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Tales that transcend language, place, and time (Jaele, Honduras Volunteer 23/24) 

Blog Article: Tales that transcend language, place, and time (Jaele, Honduras Volunteer 23/24) 

I was born in Stockholm, Sweden, where World Storytelling Day originated. In school, as well as at home, storytelling and reading was a huge part of my upbringing. My parents would take turns every night to read to me and my brother. With mum we’d read Swedish books like ‘Pippi Longstocking’ by Astrid Lindgren. With my dad, I remember reading ‘Where the Wild Things Are’, ‘Cat in the Hat’, and all the Roald Dahl books, many of which we’ve been using in the primary grades here. Seeing our students read some of the same books I used to read as a child is really wholesome. It’s particularly great to see them enjoy reading so much, despite the fact it’s in a language they don’t fully understand yet. I have also noticed that during reading the kids are more engaged and focused on the lesson than most other classes, which goes to show that having a playful element in the lessons really does help them learn, and teaching through storytelling is a powerful strategy. 

As I grew up in a bilingual home, I had the advantage of learning and speaking English from a very young age whilst in Sweden. Being able to speak English in a non-English speaking country is something I’ve always been grateful for, but being able to provide our students here in La Union with the same opportunity has been so rewarding. Just like my school in Stockholm, English is introduced first thing in kindergarten for the children at ALCS, with every lesson except Spanish and Social Studies being taught in English. Learning English through storytelling here has been so gratifying, especially as the kids are so keen to learn! I think working with children is something that will always have the same rewarding qualities, no matter what continent you find yourself on.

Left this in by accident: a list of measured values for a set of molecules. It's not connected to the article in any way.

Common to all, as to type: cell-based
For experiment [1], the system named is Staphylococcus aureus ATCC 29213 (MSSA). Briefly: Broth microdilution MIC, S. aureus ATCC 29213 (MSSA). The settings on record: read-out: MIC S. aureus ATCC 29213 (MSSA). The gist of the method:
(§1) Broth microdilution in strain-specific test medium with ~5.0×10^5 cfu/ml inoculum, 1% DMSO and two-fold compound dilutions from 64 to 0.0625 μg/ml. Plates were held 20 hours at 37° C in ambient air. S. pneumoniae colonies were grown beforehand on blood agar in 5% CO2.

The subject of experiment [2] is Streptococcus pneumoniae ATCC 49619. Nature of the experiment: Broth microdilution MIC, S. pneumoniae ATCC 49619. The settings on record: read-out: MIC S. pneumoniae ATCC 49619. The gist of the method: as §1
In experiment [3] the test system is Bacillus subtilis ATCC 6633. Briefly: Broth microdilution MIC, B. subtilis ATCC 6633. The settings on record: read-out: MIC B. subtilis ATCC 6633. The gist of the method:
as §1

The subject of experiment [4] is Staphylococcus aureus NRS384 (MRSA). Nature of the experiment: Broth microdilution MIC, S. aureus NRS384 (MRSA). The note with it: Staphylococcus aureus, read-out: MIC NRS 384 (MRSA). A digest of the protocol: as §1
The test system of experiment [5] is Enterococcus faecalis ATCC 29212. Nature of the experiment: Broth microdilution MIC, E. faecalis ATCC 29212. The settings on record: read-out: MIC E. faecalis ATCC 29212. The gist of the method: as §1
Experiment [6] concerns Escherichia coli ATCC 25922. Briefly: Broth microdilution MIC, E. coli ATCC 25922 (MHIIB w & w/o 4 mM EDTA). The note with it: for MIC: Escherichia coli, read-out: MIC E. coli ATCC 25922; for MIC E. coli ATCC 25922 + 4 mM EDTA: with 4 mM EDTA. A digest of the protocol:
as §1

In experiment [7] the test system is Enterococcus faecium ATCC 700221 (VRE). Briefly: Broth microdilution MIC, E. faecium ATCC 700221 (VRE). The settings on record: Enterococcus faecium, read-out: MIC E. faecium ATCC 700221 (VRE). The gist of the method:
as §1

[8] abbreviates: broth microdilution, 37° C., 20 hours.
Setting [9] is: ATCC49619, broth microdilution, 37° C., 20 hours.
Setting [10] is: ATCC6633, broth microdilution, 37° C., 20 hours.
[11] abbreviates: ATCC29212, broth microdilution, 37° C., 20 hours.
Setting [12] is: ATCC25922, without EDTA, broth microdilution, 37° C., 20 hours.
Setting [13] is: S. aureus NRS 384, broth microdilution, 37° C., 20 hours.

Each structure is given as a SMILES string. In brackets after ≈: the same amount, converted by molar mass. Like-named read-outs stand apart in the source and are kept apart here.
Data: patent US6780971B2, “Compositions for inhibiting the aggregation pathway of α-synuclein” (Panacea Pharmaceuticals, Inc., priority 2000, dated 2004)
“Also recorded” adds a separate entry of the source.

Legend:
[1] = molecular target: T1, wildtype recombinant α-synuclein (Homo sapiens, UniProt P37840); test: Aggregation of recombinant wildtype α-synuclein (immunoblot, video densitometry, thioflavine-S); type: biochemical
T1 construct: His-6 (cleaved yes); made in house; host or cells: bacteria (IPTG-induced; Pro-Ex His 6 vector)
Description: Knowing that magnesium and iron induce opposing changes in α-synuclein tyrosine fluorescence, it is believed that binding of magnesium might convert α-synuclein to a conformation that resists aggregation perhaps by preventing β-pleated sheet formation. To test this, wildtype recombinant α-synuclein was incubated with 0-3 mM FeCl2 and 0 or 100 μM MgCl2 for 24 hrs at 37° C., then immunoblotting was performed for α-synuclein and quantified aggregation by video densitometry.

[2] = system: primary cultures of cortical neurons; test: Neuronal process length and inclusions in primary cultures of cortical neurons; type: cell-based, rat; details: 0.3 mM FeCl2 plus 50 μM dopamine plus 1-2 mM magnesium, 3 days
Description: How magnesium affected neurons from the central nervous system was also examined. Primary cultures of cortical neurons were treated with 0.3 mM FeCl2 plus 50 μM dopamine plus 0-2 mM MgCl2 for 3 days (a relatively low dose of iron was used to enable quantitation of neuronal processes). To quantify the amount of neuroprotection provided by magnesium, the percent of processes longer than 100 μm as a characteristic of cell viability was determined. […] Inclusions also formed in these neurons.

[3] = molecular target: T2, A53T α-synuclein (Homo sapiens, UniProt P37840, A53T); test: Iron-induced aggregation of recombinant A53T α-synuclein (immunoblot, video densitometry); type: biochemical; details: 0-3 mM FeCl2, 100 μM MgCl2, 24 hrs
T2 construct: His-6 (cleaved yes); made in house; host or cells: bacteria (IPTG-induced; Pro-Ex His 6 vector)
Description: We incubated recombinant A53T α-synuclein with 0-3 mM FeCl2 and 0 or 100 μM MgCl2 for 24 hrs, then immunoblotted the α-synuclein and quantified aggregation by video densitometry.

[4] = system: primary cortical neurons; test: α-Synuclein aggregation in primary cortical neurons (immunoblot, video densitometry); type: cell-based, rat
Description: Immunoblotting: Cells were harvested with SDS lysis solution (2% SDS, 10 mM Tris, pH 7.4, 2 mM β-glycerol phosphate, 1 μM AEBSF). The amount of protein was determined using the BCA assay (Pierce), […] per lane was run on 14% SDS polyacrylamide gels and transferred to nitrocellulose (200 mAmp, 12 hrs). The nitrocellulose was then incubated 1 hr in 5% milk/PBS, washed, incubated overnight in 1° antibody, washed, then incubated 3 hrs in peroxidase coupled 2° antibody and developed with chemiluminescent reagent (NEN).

Having lived in two different countries growing up, moving to Honduras as a Project Trust Volunteer marks my third time being introduced and integrated to a new culture. It’s been very interesting to notice the differences of my two homes, Sweden and England, compared to Honduras but what has been most telling is seeing how some things don’t change at all, being on the other side of the world. 

(Pictured Left: Jaele’s painting of her commute to work)

Something that both my partner Clemmie and I have realised is that kids will always be kids, no matter where in the world you are. The only difference I’ve seen between children in the UK, Sweden, and Honduras, is that they speak different languages and communicate their stories in different ways. Our students are always full of energy, curious, impatient, constantly giving out hugs left, right, and centre. They like to ask, “how old are you?”, “what’s your favourite colour?” and of course, “do you have a boyfriend?”. Storytelling has made us feel so much more connected with the community in La Union and finding similarities makes the fact we are so far away from home a lot easier.

Find out more about what it’s like to Volunteer in Honduras here.

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